With effective change management, you can prevent unforeseen complications and your IT team can spend less time resolving issues related to whatever upgrade or enhancement was made.

The IT team at Northeast Ohio Medical University (NEOMED) uses TeamDynamix for change management. With the ITSM tool NEOMED IT staff can plan effectively when making a change, to make sure they’ve thought through every implication first.

“We set up a special form within the system called a change form, and whenever a production change is pending, we have the technical lead fill out that form,” says Geri Hein, project manager within the university’s IT division. For larger changes, the change form is routed to a change control team that consists of Hein, a business analyst, the managers of the university’s IT infrastructure and database groups, and the IT director.

This process has increased communication within the IT division and helped with troubleshooting problems. Now, whenever a change is coming, the key people who need to be aware are automatically notified in advance, so they can weigh in if they foresee any risks or dependencies to ensure a smooth transition.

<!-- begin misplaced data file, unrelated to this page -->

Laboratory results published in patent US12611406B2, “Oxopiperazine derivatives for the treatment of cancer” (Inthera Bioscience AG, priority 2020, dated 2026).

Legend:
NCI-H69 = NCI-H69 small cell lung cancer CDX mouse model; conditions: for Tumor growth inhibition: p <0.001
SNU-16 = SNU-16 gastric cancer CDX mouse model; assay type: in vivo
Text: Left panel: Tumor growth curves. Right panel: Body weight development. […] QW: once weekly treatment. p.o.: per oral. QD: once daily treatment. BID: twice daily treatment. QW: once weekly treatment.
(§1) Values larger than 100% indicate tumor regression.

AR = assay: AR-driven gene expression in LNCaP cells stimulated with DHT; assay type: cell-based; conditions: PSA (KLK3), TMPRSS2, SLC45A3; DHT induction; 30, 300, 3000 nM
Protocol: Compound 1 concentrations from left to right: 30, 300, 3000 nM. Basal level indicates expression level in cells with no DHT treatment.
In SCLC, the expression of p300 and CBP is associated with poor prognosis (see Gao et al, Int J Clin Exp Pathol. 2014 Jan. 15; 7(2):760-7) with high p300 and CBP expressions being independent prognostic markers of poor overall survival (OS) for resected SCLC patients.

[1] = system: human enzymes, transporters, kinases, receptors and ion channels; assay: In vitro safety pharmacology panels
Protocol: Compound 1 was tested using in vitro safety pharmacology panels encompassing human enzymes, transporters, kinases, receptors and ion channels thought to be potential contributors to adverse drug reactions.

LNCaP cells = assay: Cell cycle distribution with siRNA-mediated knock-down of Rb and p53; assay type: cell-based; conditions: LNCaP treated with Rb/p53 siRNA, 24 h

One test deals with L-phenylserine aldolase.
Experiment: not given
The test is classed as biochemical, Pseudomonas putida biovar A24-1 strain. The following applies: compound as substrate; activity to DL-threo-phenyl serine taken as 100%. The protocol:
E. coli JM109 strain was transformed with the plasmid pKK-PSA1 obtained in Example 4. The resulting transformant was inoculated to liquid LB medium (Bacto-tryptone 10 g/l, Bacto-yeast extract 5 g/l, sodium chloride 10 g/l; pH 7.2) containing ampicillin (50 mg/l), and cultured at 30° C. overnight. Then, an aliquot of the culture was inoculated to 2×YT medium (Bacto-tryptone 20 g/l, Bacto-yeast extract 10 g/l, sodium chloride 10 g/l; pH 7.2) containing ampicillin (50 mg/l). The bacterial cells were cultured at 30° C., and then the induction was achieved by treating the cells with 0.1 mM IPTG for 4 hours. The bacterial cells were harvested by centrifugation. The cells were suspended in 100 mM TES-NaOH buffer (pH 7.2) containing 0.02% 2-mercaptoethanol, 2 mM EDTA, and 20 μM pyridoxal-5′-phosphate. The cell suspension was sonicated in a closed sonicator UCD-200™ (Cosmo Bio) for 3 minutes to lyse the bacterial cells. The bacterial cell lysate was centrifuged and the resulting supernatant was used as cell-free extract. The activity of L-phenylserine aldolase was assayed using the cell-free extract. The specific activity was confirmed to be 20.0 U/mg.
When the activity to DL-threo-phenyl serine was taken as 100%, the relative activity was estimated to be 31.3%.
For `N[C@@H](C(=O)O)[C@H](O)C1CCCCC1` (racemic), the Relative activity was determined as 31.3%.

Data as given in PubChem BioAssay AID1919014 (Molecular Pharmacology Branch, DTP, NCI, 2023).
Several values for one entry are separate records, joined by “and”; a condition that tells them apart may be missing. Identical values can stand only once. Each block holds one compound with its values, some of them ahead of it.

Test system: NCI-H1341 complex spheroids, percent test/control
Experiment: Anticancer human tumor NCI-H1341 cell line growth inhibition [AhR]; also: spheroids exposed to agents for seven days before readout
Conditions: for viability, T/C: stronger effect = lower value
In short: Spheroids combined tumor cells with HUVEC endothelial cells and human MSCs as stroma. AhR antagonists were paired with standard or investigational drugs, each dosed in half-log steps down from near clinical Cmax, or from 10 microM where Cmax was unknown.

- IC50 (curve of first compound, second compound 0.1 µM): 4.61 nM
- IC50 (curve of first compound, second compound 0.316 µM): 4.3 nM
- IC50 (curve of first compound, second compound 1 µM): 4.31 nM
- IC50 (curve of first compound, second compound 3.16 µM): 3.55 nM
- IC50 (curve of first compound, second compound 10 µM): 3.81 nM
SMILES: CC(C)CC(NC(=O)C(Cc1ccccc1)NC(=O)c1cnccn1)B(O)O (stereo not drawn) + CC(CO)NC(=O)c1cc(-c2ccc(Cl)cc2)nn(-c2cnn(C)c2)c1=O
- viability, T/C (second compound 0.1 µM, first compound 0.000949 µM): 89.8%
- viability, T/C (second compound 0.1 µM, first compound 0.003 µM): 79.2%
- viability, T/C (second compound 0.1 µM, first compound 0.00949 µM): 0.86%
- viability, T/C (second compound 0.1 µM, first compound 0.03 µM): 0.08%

Changes are linked automatically to the ticket calendar feature within TeamDynamix, so IT staff can easily see which changes were made on which days. “If there’s a problem, we can go to the calendar and determine whether it was related to a particular change or not,” Hein says. “There have been a few instances where our infrastructure team made changes that we didn’t think would cause problems with our ERP system, but they did. However, we were able to track it back to the right source and easily resolve the issue.”

By adopting these three key strategies, you can avoid the problems that plague many IT projects and dramatically improve your rate of success.

This post was originally published in November 2019 and has been updated with new information.